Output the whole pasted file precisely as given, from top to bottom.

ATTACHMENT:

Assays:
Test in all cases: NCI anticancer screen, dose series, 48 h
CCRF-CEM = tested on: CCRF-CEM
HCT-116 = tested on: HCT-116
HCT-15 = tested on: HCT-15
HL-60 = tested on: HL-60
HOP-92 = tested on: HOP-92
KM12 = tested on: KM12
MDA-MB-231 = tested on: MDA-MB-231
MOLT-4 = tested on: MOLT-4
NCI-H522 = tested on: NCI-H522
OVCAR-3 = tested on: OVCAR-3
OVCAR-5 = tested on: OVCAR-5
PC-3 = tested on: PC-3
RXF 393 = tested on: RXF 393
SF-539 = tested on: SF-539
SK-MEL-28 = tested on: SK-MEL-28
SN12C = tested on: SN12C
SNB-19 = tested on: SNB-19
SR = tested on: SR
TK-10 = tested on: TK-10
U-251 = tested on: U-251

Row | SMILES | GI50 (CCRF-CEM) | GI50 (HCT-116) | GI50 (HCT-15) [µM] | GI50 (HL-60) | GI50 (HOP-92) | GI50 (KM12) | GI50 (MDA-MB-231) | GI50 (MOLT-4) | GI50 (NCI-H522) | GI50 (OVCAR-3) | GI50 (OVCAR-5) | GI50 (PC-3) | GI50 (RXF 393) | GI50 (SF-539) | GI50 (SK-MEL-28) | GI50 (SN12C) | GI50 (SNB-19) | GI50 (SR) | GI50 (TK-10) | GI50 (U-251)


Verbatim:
Assays:
Test in all cases: NCI anticancer screen, dose series, 48 h
CCRF-CEM = tested on: CCRF-CEM
HCT-116 = tested on: HCT-116
HCT-15 = tested on: HCT-15
HL-60 = tested on: HL-60
HOP-92 = tested on: HOP-92
KM12 = tested on: KM12
MDA-MB-231 = tested on: MDA-MB-231
MOLT-4 = tested on: MOLT-4
NCI-H522 = tested on: NCI-H522
OVCAR-3 = tested on: OVCAR-3
OVCAR-5 = tested on: OVCAR-5
PC-3 = tested on: PC-3
RXF 393 = tested on: RXF 393
SF-539 = tested on: SF-539
SK-MEL-28 = tested on: SK-MEL-28
SN12C = tested on: SN12C
SNB-19 = tested on: SNB-19
SR = tested on: SR
TK-10 = tested on: TK-10
U-251 = tested on: U-251

Row | SMILES | GI50 (CCRF-CEM) | GI50 (HCT-116) | GI50 (HCT-15) [µM] | GI50 (HL-60) | GI50 (HOP-92) | GI50 (KM12) | GI50 (MDA-MB-231) | GI50 (MOLT-4) | GI50 (NCI-H522) | GI50 (OVCAR-3) | GI50 (OVCAR-5) | GI50 (PC-3) | GI50 (RXF 393) | GI50 (SF-539) | GI50 (SK-MEL-28) | GI50 (SN12C) | GI50 (SNB-19) | GI50 (SR) | GI50 (TK-10) | GI50 (U-251)